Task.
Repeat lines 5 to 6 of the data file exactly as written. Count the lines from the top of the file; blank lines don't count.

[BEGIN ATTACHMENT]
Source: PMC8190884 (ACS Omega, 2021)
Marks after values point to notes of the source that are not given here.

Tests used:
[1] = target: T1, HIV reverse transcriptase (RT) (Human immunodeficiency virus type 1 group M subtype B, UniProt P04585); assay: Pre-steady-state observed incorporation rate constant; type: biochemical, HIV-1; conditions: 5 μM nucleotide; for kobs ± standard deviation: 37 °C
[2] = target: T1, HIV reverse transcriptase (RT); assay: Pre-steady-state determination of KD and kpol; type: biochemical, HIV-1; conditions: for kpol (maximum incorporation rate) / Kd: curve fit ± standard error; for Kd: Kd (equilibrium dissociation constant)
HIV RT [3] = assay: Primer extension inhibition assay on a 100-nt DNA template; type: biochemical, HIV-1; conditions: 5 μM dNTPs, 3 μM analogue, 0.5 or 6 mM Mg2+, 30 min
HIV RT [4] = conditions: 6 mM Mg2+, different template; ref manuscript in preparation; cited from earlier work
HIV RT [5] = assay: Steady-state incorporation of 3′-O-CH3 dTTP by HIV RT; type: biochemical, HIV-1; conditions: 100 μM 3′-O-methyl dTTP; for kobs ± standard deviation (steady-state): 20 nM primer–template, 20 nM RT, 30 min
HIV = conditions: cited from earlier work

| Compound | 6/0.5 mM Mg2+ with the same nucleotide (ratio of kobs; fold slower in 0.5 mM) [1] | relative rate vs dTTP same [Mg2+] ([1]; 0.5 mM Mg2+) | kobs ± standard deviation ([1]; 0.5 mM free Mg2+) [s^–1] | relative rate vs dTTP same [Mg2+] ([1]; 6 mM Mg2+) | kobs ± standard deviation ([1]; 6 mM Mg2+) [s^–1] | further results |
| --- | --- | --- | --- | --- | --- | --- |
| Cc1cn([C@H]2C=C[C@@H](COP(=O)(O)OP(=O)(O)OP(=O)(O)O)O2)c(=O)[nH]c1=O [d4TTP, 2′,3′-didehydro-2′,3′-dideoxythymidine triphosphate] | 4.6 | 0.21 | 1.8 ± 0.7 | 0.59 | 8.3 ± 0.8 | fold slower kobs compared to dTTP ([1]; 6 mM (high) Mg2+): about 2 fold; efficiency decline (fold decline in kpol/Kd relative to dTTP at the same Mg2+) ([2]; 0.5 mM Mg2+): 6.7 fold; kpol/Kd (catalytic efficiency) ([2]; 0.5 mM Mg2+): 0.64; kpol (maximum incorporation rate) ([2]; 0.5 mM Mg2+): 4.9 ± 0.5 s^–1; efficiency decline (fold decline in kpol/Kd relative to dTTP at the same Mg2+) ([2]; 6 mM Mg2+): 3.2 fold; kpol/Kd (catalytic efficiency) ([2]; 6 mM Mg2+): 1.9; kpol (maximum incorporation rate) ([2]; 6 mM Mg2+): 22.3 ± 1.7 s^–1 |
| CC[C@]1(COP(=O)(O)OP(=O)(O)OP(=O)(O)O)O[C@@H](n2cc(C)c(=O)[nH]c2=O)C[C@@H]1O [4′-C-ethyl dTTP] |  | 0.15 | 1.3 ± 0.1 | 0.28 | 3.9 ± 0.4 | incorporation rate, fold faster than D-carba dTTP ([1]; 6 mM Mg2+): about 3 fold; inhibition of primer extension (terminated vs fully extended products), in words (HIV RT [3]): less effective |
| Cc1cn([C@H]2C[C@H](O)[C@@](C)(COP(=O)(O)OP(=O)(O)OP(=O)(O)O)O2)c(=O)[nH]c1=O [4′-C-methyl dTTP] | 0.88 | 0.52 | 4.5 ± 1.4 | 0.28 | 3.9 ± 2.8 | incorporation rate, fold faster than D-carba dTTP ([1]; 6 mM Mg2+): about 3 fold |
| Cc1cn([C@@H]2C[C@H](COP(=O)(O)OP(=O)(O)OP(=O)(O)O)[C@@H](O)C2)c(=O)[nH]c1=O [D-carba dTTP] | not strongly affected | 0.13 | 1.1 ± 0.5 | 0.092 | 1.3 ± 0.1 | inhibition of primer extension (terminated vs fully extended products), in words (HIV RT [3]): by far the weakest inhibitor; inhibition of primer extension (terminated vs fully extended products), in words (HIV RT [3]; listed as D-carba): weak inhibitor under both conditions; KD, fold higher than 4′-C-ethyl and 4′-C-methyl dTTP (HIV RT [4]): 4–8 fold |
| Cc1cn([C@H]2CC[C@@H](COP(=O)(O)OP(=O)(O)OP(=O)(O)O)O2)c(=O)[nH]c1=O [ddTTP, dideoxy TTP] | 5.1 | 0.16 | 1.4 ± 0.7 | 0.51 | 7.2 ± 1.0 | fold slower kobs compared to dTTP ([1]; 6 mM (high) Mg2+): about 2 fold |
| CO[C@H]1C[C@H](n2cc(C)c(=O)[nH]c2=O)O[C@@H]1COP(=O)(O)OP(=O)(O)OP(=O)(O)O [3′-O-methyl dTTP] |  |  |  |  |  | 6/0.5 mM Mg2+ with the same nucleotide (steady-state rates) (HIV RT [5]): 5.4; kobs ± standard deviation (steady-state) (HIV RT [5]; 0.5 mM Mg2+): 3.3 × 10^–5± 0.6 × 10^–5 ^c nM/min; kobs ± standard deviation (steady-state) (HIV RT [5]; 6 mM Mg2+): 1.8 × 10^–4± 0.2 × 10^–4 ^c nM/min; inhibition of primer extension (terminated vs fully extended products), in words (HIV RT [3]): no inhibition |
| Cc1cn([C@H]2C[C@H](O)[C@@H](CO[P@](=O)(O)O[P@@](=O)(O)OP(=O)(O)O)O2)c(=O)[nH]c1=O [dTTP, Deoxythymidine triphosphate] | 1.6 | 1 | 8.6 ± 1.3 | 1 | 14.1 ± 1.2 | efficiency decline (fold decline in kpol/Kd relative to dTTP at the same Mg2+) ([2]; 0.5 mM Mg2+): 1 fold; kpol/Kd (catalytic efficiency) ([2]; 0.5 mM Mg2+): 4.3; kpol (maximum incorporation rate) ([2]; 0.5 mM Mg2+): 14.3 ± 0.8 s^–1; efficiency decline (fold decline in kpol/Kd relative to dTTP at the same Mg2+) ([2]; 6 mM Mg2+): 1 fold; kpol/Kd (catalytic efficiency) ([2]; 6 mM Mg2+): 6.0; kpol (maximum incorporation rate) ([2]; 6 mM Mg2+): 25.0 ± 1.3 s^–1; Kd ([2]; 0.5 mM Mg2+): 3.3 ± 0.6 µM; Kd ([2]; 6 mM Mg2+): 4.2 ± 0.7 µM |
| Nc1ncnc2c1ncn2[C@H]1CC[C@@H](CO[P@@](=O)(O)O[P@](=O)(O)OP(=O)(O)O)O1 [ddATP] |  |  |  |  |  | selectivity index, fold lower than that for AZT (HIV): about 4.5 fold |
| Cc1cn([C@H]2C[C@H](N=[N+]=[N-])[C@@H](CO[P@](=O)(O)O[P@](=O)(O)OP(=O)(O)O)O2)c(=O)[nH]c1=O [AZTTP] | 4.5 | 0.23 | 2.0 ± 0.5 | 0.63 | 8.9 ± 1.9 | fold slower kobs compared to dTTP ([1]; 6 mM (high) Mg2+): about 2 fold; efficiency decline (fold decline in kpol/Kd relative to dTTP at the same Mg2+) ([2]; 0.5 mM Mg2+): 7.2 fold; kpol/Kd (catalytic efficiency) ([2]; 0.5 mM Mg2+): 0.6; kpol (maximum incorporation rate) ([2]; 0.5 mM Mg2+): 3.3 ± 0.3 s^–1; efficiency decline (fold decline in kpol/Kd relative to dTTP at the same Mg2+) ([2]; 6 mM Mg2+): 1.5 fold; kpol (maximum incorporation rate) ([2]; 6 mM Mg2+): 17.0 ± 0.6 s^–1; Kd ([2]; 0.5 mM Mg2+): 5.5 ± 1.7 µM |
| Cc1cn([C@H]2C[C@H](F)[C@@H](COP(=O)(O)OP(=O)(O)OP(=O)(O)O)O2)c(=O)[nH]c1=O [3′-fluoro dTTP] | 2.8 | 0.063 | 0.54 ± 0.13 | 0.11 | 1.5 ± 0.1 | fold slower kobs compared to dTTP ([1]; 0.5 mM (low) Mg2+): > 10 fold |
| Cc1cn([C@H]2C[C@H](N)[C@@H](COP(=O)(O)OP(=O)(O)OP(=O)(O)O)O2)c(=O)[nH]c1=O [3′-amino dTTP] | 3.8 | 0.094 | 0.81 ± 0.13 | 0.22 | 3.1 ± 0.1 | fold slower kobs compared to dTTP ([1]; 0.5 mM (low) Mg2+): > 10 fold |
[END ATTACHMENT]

[2] = target: T1, HIV reverse transcriptase (RT); assay: Pre-steady-state determination of KD and kpol; type: biochemical, HIV-1; conditions: for kpol (maximum incorporation rate) / Kd: curve fit ± standard error; for Kd: Kd (equilibrium dissociation constant)
HIV RT [3] = assay: Primer extension inhibition assay on a 100-nt DNA template; type: biochemical, HIV-1; conditions: 5 μM dNTPs, 3 μM analogue, 0.5 or 6 mM Mg2+, 30 min